Hampstead council briefed on mistakes relating to Main Street project, Hampstead Overlook proposal

The Town of Hampstead Mayor and Council are pictured in this file photo.
The Town of Hampstead Mayor and Council are pictured in this file photo. (Alex Mann / Carroll County Times)

The Town of Hampstead Mayor and Council convened for its monthly meeting Tuesday, Oct. 9 to discuss two small mistakes.

Mistake No. 1 concerned the town’s Main Street Revitalization Project — a multi-year, collaborative effort to update Hampstead’s primary road.


The sidewalk in front of neon sign and clock shop Neonetics was built too far to the east, eliminating the road’s shoulder — which had been serving as a defacto bypass for motorists to get around cars that stopped to make left-hand turns — and causing traffic delays, said Tammi Ledley, Hampstead town manager.

Mayor Christopher Nevin wrote the State Highway Administration District Office once the error was brought to the town staff’s attention, Ledley said. The SHA reviewed the plans and agreed to move the sidewalk to its original location.

The hiccup will take some time to fix, though it is not expected to significantly, if at all, delay the project.

“It’s a State Highway [Administration] project,” Ledley told the Times after the meeting. “We do not have a construction manager on our end.”

Town staff had been focused on how the Main Street facelift would impact the town’s water infrastructure and stormwater pipes, “stuff underneath the ground, that’s where our main focus was,” she said. “We looked at the plans, but again we’re not construction managers, so once they laid the sidewalk, we realized they’d taken away the shoulder.”

It’s not clear why the construction plans moved the shoulder, Ledley explained. But, she added, the town thought it could lead to rear-end collisions, traffic backups and angry motorists.

Councilman Wayne Thomas, who’s served on the elected body 25 years, proposed that his council colleagues consider increasing the Hampstead Tree Commission’s yearly budget by $7,000.

The SHA will cover the cost of removing and then reinstalling the curb close to its original location, Ledley explained, but that could take time because the administration must get the changes to the plan approved. “It’s not going to be moved right away.”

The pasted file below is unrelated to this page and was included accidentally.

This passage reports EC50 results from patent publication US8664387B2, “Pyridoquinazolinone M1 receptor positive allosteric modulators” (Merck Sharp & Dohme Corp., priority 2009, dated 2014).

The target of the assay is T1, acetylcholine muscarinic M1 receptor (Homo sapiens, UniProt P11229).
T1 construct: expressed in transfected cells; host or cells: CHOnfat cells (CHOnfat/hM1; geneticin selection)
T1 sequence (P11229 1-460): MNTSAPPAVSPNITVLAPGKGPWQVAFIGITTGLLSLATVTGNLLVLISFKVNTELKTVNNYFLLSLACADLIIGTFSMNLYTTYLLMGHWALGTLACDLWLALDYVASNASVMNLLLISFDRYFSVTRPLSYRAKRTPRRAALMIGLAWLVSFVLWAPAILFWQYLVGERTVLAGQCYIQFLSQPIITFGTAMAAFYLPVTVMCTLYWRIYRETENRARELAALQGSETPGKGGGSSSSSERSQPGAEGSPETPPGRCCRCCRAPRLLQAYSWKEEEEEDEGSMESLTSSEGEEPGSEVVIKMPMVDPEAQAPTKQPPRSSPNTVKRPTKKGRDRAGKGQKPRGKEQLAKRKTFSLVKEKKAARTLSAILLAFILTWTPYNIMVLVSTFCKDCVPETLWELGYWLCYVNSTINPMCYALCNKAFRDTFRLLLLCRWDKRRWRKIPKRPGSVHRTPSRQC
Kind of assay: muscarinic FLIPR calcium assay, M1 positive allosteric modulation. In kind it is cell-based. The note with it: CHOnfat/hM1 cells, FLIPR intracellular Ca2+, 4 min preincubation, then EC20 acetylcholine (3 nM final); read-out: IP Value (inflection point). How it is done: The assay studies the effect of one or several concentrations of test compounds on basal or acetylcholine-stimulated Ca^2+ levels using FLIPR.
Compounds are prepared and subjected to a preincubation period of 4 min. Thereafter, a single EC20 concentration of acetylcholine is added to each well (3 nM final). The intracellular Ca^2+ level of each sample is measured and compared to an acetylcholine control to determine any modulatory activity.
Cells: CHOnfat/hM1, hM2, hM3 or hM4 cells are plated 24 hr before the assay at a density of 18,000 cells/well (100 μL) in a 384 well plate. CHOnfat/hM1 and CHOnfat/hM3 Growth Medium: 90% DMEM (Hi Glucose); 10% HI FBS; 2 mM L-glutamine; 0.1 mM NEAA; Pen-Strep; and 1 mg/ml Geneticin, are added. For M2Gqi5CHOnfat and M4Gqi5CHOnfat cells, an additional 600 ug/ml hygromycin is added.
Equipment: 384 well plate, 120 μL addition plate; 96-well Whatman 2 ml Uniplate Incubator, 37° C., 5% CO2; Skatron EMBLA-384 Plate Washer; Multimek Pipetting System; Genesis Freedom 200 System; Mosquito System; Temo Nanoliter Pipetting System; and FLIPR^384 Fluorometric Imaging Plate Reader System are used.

The biggest obstacle for the project are the gas lines, Ledley said. Those will ultimately determine whether the revitalization finishes by the expected date of completion — which, as of Sept. 17, is slated as spring 2020.


The second mea culpa concerned the proposed Hampstead Overlook development. The town said it recognized an error in the advertising process leading to the introduction of Florida Rock Properties Inc.’s proposed development.

“We looked at our town code. We looked at our procedure manual. We talked to the planning people within the county,” Ledley said. “Well, what we didn’t do is look at the state code.”

The state code calls for two advertisements over a 14-day period before the meeting at which the project is to be introduced.

The town advertised in the Northern News — a community weekly mailed to Hampstead residents — but it failed to publish one week, thus skewing the advertising timeframe.

“What happened is, I don’t know that the town’s ever had a rezoning outside of a comprehensive plan,” Ledley said. “So, a lot of times you’ll go around every 10 years, and look at your zoning to see what’s working [and] what’s not working, and you tend to change your rezoning during your comprehensive plan.”

The rezoning of Florida Rock Properties Inc.’s property from industrial to partly residential occurred outside of the cycle, and an administrative mistake occurred.


Hampstead, out of an abundance of caution, will redo the rezoning process — at the town’s cost.

The petition for rezoning — the exact same document originally introduced in 2016 — will be reintroduced to council at its November meeting, with the requisite pre-hearing advertisement. The petition will go to the Planning and Zoning Commission later in the month and then back to Council for approval in December.

At the Oct. 24 planning commission meeting, the town plans to hold a public discussion with Florida Rock and its environmental team, the commission and, hopefully, a representative from the Maryland Department of the Environment to address citizen concerns about arsenic and other chemical contaminants present on the property.